Book Image

Learning OpenStack Networking (Neutron)

By : James Denton
Book Image

Learning OpenStack Networking (Neutron)

By: James Denton

Overview of this book

OpenStack Neutron is an OpenStack component that provides networking as a service for other OpenStack services to architect networks and create virtual machines through its API. This API lets you define network connectivity in order to leverage network capabilities to cloud deployments. Through this practical book, you will build a strong foundational knowledge of Neutron, and will architect and build an OpenStack cloud using advanced networking features. We start with an introduction to OpenStack Neutron and its various components, including virtual switching, routing, FWaaS, VPNaaS, and LBaaS. You’ll also get hands-on by installing OpenStack and Neutron and its components, and use agents and plugins to orchestrate network connectivity and build a virtual switching infrastructure. Moving on, you’ll get to grips with the HA routing capabilities utilizing VRRP and distributed virtual routers in Neutron. You’ll also discover load balancing fundamentals, including the difference between nodes, pools, pool members, and virtual IPs. You’ll discover the purpose of security groups and learn how to apply the security concept to your cloud/tenant/instance. Finally, you' ll configure virtual private networks that will allow you to avoid the use of SNAT and floating IPs when connecting to remote networks.
Table of Contents (21 chapters)
Learning OpenStack Networking (Neutron) Second Edition
About the Author
About the Reviewers


In the fall of 2015, the OpenStack Foundation released the 12th version of OpenStack, code-named Liberty, to the public. Since its introduction as an open source project in 2010 by NASA and Rackspace, OpenStack has undergone significant improvements in its features and functionality and has matured into production-ready cloud software that powers workloads of all sizes throughout the world.

In 2012, the Folsom release of OpenStack introduced a standalone networking component, known then as Quantum. Now known as Neutron, the networking component of OpenStack provides cloud operators and users with an API to create and manage networks in the cloud. Neutron's extensible framework allows for third-party plugins and additional network services, such as load balancers, firewalls, and virtual private networks, to be deployed and managed.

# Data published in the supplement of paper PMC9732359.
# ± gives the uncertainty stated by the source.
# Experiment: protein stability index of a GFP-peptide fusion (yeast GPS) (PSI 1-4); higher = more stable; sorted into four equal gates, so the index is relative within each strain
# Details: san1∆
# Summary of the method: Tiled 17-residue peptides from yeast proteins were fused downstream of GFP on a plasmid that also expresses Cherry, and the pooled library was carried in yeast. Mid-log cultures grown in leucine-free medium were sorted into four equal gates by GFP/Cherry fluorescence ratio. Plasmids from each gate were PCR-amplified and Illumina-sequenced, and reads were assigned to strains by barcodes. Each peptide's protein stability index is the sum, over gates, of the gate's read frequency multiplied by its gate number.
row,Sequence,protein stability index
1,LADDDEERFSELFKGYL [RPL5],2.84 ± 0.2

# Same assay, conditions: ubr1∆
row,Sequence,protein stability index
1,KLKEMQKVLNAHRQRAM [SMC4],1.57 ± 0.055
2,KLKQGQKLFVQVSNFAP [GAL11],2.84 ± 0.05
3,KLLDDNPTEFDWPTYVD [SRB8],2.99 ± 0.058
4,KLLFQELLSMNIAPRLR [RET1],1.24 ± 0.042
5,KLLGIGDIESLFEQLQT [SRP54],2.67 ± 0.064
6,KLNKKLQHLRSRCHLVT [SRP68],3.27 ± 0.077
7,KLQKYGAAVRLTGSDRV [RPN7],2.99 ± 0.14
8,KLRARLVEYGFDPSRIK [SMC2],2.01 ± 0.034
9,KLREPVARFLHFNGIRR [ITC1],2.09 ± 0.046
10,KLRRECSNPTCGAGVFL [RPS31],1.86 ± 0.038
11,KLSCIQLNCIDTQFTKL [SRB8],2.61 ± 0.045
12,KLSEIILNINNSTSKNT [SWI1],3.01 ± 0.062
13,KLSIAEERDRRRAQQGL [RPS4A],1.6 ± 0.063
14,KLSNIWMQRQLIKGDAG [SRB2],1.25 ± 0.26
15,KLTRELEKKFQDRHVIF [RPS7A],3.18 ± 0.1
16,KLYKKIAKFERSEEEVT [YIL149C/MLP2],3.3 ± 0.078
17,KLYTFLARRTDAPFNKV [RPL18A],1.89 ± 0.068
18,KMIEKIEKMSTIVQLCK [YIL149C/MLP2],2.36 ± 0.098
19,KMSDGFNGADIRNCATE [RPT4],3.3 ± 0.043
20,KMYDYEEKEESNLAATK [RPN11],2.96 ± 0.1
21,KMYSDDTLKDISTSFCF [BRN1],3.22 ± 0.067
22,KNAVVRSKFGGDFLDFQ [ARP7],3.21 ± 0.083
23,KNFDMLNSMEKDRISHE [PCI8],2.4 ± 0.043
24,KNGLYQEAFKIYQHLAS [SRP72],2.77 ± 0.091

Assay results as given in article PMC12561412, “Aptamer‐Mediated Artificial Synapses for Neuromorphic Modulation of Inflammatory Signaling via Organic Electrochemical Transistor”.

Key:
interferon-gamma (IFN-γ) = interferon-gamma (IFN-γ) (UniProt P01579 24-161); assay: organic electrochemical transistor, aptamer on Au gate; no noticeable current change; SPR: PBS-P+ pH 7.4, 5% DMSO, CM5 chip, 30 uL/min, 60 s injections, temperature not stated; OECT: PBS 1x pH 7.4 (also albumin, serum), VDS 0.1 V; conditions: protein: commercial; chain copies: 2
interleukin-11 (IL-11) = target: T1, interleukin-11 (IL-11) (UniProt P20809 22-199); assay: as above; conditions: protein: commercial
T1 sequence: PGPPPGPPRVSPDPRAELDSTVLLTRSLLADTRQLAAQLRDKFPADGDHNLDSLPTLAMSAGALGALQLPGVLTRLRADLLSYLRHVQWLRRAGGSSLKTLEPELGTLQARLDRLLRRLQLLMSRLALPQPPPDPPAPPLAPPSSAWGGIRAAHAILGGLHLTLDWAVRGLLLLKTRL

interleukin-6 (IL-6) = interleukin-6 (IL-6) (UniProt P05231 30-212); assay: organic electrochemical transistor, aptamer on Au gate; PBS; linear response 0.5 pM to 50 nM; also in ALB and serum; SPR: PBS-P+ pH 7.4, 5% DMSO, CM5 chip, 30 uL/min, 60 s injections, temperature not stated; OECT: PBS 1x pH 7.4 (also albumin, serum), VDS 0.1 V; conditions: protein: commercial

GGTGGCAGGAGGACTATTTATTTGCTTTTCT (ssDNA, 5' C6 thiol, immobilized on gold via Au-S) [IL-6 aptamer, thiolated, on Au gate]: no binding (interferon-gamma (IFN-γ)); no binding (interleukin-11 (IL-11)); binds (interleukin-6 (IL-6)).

As an architect and operator of hundreds of OpenStack-based private clouds since 2012, I have seen much of what OpenStack has to offer in terms of networking capabilities, and I have condensed what I feel are its most valuable and production-ready features to date into this book. Throughout this book, we will take a look at a few common network and service architectures and lay a foundation for deploying and managing OpenStack Networking, which will help you develop and sharpen your skills as an OpenStack cloud operator.

What this book covers

Chapter 1, Preparing the Network for OpenStack, provides an introduction to OpenStack Networking, including supported networking technologies and examples of how to architect the physical network to support an OpenStack cloud.

Chapter 2, Installing OpenStack, provides instructions to install the core components of the Kilo release of OpenStack on the Ubuntu 14.04 LTS operating system.

Chapter 3, Installing Neutron, explains how to install the Neutron networking components of OpenStack. We will also cover the internal architecture of Neutron, including the use of agents and plugins to orchestrate network connectivity.

Chapter 4, Building a Virtual Switching Infrastructure, helps you to install and configure the ML2 plugin to support both the LinuxBridge and Open vSwitch drivers and agents. We will also cover the architectural differences between the LinuxBridge and Open vSwitch drivers and agents and how they connect instances to the network.

Chapter 5, Creating Networks with Neutron, walks you through creating networks and subnets in the cloud, booting and attaching instances to networks, and exploring the process of obtaining DHCP leases and metadata.

Chapter 6, Managing Security Groups, examines the use of iptables to secure instance traffic at the compute node and walks you through creating and managing security groups and associated rules.

Chapter 7, Creating Standalone Routers with Neutron, walks you through creating standalone virtual routers and attaching them to networks, applying floating IPs to instances, and following the flow of traffic through a router to an instance.

Chapter 8, Router Redundancy Using VRRP, explores Virtual Routing Redundancy Protocol and its use in providing highly-available virtual routers.